From a Christian perspective, the Latin Vulgate would be accurate. Remember, the Vulgate is a late fourth century translation of the Bible that became, during the sixteenth century, the official Latin version of the Catholic Church. This work was largely the work of Jerome, who revised the Vetus Latina collection of biblical texts in Latin, then in use by the Catholic Church in 382 A.D. By the time of 1545-1563 it was the official Latin bible at the Council of Trent.
When it was commissioned in 382 A.D. and this was post-Constantine, meaning we have had this “evolution” away from anything Jewish and Jewish believers, and that the faith had any Jewish backround. As a result, it has moved into a totally non-Jewish mindset. By controlling the information, the “church” could control other areas. There is a quote from a movie called “Sneakers” that says that everything in the world, including money, operates not on reality, but on perception of reality. If people think a bank might be financially shaky, and as a consequence people start to withdraw their money, then the result will be that soon that bank will be financially shaky. As a consequence, you can make banks fall. It is the same concept here. When we take the translators, who perceive the Scriptures they are writing as non-Jewish, it will affect how they translate a passage. If they perceive a passage as anti-Torah, it will affect how they translate it. As a result, they aren’t translating it according to reality, but by their perception of reality.
The Encyclopedia Judaica has an article called “Paul of Tarsus.” It has accusations against Paul and we are going to go over a few of them. They say that Paul strongly opposed the observance of all Jewish practices in the Gentile Christian community (one can easily refute this, but this is also the claim of Replacement Theology Christianity). This article says that Paul taught the Jews to forsake Moses (but Acts 21 refutes this claim also when you read the whole chapter). They say that Paul’s attitude toward Jewish law was negative and that “Christ’s death abolished the Law.” This is, again, the position of Replacement Theology Christianity. For Paul, they say, the Torah was part of the dispensation of death, carved in stone, that has faded away. The New Testament is a covenant of the Spirit. If you follow the the Law, you will live under a curse. This is not even close to what Paul believed.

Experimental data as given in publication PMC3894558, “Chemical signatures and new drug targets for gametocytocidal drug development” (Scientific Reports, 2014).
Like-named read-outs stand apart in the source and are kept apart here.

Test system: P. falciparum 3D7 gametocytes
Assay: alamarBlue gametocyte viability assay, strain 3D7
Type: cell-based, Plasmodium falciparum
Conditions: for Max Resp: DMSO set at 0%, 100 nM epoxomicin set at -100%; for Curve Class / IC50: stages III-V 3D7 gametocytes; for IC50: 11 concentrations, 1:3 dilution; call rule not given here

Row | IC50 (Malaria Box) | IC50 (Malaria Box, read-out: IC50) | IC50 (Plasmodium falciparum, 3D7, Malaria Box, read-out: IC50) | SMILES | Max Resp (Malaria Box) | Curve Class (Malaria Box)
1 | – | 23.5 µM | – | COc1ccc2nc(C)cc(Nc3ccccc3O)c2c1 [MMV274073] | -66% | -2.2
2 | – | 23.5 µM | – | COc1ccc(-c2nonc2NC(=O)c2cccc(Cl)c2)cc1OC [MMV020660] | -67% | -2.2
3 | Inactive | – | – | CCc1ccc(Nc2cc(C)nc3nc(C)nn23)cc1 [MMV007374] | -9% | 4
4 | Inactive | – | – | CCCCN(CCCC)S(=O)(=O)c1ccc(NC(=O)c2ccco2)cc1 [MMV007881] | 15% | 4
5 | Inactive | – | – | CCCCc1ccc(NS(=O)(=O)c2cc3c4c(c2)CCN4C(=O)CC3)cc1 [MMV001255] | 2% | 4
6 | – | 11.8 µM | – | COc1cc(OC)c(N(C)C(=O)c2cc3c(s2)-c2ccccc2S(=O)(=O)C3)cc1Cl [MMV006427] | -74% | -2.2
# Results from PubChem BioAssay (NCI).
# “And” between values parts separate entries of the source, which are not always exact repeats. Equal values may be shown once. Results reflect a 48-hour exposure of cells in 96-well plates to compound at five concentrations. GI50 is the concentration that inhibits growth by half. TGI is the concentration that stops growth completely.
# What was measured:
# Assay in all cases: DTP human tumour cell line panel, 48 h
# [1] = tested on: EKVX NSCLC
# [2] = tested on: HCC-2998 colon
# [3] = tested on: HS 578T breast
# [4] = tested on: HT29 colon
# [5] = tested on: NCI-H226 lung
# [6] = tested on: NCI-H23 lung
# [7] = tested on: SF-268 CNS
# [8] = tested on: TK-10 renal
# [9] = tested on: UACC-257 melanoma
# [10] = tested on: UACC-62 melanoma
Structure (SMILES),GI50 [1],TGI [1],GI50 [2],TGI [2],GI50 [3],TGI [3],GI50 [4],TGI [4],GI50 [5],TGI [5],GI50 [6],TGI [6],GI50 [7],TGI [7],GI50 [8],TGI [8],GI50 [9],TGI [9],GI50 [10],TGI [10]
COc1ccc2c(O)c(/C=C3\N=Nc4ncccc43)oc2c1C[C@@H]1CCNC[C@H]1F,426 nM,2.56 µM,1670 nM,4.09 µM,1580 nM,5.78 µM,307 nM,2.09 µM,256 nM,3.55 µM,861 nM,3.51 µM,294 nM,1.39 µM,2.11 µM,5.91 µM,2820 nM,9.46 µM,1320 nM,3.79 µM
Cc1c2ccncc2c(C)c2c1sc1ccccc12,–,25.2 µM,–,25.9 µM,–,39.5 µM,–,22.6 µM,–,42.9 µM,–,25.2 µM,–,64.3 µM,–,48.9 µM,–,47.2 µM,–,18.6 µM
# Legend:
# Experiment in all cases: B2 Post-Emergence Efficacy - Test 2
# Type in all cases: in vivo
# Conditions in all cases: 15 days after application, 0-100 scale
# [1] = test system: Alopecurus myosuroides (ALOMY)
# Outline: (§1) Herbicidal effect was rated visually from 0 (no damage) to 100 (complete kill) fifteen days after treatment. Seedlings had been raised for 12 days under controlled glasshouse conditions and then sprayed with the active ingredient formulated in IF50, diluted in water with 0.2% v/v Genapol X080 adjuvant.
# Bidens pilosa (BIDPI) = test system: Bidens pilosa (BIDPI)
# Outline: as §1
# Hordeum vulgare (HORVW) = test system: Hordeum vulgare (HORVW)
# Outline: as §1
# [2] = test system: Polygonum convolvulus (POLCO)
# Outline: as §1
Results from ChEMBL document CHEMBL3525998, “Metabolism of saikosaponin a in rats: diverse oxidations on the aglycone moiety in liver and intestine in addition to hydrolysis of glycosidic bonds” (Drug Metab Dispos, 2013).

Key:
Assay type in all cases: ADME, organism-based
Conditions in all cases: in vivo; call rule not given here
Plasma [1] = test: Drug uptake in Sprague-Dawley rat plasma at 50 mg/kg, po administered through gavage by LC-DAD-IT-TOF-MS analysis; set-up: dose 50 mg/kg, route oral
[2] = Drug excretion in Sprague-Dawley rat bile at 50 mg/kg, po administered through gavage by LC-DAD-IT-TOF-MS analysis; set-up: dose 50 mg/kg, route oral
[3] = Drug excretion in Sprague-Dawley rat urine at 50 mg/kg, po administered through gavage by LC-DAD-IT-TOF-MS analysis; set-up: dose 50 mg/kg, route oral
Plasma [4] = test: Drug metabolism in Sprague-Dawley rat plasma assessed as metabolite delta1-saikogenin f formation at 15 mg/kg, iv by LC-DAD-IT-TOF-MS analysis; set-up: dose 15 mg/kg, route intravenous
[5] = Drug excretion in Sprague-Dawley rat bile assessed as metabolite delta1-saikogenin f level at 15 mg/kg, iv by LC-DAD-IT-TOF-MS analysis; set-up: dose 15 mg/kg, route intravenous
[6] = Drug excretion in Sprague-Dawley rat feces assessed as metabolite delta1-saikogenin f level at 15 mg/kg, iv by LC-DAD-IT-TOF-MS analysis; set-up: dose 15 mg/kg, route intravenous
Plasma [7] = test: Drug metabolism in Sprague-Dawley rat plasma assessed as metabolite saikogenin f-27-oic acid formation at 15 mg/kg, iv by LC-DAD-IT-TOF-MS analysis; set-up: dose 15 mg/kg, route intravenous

They say that Paul’s arguments against the commandments comes from his rationalistic, liberal approach. Paul’s conversion, for him, meant liberation from Jewish law. The New Covenant of Christianity was freedom from the Torah. The article says that Paul wimped out before the Jews. He did not want to incur the wrath of the “mother church” in Jerusalem, so he became as a Jew to Jews in order to win them over to Christianity. They accuse him of not following the Torah in his private life (even though he said he follows the commandments). In doing this, they say that Paul paved the way for the separation of Christianity from Judaism. Paul was not hostile to the Jews because Christianity would dominate, and they would eventually become Christians and be saved. This article does not have a high opinion of Paul and they took many Scriptures out of context. Again, they were not operating on reality, but their own perception of reality.
The Jewish opinion in Israel, among scholars, guides and archaeologists who work around Christians will be fairly high concerning Yeshua. They don’t believe he is the Messiah, but they will say he was a prophet, a good man and his teachings are valid. With the “apostles” like Peter, James and John, they are also seen on a high level. Paul, on the other hand, is despised. Israeli guides, scholars and archaeologists will accept anyone but Paul. They perceive him as a source of anti-Semitism and like “Hitler” himself. This is because of how the Byzantines, Martin Luther and Gerhard Kittel (and many others even today) presented him. Paul and his misinterpreted writings have been used as “bullets” against the Jews for ages.